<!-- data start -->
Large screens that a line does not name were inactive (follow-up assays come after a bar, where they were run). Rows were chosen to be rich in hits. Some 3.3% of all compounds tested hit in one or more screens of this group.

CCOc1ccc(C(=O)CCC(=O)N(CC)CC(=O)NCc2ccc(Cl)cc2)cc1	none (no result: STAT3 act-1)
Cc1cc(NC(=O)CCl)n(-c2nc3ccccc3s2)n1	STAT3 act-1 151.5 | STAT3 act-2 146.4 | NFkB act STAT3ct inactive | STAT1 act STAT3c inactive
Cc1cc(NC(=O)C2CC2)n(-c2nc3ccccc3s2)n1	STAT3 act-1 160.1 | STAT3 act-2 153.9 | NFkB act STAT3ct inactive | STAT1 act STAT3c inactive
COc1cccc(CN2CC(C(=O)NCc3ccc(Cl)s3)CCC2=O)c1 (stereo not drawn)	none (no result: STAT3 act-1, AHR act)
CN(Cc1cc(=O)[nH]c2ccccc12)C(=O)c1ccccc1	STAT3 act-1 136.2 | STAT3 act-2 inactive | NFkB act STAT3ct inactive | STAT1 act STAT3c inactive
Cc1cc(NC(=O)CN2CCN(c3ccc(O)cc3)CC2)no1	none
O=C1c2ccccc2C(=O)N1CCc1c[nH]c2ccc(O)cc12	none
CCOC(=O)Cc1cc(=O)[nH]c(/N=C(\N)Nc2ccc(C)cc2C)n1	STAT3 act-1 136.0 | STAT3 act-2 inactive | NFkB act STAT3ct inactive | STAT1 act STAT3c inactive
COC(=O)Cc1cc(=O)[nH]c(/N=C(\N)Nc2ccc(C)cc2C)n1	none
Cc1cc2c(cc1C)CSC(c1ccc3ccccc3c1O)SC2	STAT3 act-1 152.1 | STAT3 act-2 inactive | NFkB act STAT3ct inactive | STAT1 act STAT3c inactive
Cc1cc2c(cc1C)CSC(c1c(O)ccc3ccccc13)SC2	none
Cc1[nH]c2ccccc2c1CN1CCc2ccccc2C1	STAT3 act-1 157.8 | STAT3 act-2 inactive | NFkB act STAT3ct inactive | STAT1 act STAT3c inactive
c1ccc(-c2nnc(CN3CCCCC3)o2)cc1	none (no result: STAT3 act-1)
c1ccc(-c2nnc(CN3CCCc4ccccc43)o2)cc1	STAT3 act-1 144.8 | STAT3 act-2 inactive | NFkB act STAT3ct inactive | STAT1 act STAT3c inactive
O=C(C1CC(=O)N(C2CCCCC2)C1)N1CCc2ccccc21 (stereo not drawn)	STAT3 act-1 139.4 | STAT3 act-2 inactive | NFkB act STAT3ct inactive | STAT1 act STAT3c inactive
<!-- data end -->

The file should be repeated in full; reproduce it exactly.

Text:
Large screens that a line does not name were inactive (follow-up assays come after a bar, where they were run). Rows were chosen to be rich in hits. Some 3.3% of all compounds tested hit in one or more screens of this group.

CCOc1ccc(C(=O)CCC(=O)N(CC)CC(=O)NCc2ccc(Cl)cc2)cc1	none (no result: STAT3 act-1)
Cc1cc(NC(=O)CCl)n(-c2nc3ccccc3s2)n1	STAT3 act-1 151.5 | STAT3 act-2 146.4 | NFkB act STAT3ct inactive | STAT1 act STAT3c inactive
Cc1cc(NC(=O)C2CC2)n(-c2nc3ccccc3s2)n1	STAT3 act-1 160.1 | STAT3 act-2 153.9 | NFkB act STAT3ct inactive | STAT1 act STAT3c inactive
COc1cccc(CN2CC(C(=O)NCc3ccc(Cl)s3)CCC2=O)c1 (stereo not drawn)	none (no result: STAT3 act-1, AHR act)
CN(Cc1cc(=O)[nH]c2ccccc12)C(=O)c1ccccc1	STAT3 act-1 136.2 | STAT3 act-2 inactive | NFkB act STAT3ct inactive | STAT1 act STAT3c inactive
Cc1cc(NC(=O)CN2CCN(c3ccc(O)cc3)CC2)no1	none
O=C1c2ccccc2C(=O)N1CCc1c[nH]c2ccc(O)cc12	none
CCOC(=O)Cc1cc(=O)[nH]c(/N=C(\N)Nc2ccc(C)cc2C)n1	STAT3 act-1 136.0 | STAT3 act-2 inactive | NFkB act STAT3ct inactive | STAT1 act STAT3c inactive
COC(=O)Cc1cc(=O)[nH]c(/N=C(\N)Nc2ccc(C)cc2C)n1	none
Cc1cc2c(cc1C)CSC(c1ccc3ccccc3c1O)SC2	STAT3 act-1 152.1 | STAT3 act-2 inactive | NFkB act STAT3ct inactive | STAT1 act STAT3c inactive
Cc1cc2c(cc1C)CSC(c1c(O)ccc3ccccc13)SC2	none
Cc1[nH]c2ccccc2c1CN1CCc2ccccc2C1	STAT3 act-1 157.8 | STAT3 act-2 inactive | NFkB act STAT3ct inactive | STAT1 act STAT3c inactive
c1ccc(-c2nnc(CN3CCCCC3)o2)cc1	none (no result: STAT3 act-1)
c1ccc(-c2nnc(CN3CCCc4ccccc43)o2)cc1	STAT3 act-1 144.8 | STAT3 act-2 inactive | NFkB act STAT3ct inactive | STAT1 act STAT3c inactive
O=C(C1CC(=O)N(C2CCCCC2)C1)N1CCc2ccccc21 (stereo not drawn)	STAT3 act-1 139.4 | STAT3 act-2 inactive | NFkB act STAT3ct inactive | STAT1 act STAT3c inactive